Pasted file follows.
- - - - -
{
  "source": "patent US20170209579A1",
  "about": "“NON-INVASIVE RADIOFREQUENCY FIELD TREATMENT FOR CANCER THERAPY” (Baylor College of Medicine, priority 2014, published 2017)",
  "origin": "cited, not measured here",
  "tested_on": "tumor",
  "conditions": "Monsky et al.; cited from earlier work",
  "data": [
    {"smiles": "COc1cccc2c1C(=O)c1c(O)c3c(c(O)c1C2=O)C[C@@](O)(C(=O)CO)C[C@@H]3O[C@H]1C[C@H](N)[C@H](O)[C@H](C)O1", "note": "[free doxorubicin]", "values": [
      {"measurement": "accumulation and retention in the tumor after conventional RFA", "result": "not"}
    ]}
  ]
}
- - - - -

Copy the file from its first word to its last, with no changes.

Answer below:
{
  "source": "patent US20170209579A1",
  "about": "“NON-INVASIVE RADIOFREQUENCY FIELD TREATMENT FOR CANCER THERAPY” (Baylor College of Medicine, priority 2014, published 2017)",
  "origin": "cited, not measured here",
  "tested_on": "tumor",
  "conditions": "Monsky et al.; cited from earlier work",
  "data": [
    {"smiles": "COc1cccc2c1C(=O)c1c(O)c3c(c(O)c1C2=O)C[C@@](O)(C(=O)CO)C[C@@H]3O[C@H]1C[C@H](N)[C@H](O)[C@H](C)O1", "note": "[free doxorubicin]", "values": [
      {"measurement": "accumulation and retention in the tumor after conventional RFA", "result": "not"}
    ]}
  ]
}